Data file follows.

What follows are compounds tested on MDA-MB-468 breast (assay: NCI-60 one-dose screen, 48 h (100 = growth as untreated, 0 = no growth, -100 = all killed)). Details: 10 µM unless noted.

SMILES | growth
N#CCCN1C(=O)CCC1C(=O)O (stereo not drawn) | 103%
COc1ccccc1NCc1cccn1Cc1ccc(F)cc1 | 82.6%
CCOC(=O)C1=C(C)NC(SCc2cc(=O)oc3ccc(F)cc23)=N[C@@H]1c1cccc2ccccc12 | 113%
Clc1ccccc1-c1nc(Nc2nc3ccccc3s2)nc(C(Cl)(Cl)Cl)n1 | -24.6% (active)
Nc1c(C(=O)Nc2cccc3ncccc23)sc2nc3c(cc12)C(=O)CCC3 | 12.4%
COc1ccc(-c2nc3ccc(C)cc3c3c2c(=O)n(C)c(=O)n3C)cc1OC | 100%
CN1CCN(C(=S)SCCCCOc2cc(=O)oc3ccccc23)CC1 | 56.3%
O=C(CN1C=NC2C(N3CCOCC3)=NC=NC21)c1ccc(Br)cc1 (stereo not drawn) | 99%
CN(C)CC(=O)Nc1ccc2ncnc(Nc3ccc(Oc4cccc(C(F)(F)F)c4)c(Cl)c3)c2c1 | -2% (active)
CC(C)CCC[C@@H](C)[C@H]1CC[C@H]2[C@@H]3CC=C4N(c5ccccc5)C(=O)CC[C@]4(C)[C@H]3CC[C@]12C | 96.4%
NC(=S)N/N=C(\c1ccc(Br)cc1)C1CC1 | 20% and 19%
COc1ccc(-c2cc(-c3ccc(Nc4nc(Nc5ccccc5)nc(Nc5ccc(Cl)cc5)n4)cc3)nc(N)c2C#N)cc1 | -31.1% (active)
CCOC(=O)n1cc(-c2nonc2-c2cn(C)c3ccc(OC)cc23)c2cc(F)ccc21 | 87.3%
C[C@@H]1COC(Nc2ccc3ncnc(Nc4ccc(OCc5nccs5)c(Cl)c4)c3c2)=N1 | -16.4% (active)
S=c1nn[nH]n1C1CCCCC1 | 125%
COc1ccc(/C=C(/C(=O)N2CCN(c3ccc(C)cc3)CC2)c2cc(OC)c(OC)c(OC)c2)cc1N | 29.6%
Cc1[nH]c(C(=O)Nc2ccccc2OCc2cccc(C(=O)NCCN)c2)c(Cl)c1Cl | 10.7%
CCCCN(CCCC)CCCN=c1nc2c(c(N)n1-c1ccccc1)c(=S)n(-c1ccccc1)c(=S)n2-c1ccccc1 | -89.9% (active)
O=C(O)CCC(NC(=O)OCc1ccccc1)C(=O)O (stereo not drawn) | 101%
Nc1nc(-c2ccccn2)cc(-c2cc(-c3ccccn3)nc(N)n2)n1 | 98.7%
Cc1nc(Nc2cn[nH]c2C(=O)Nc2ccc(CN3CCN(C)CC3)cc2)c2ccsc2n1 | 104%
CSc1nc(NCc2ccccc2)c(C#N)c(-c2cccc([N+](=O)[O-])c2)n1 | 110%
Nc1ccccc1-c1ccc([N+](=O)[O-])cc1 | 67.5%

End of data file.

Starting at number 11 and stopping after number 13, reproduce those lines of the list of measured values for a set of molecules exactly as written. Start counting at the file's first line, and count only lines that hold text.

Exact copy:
CN(C)CC(=O)Nc1ccc2ncnc(Nc3ccc(Oc4cccc(C(F)(F)F)c4)c(Cl)c3)c2c1 | -2% (active)
CC(C)CCC[C@@H](C)[C@H]1CC[C@H]2[C@@H]3CC=C4N(c5ccccc5)C(=O)CC[C@]4(C)[C@H]3CC[C@]12C | 96.4%
NC(=S)N/N=C(\c1ccc(Br)cc1)C1CC1 | 20% and 19%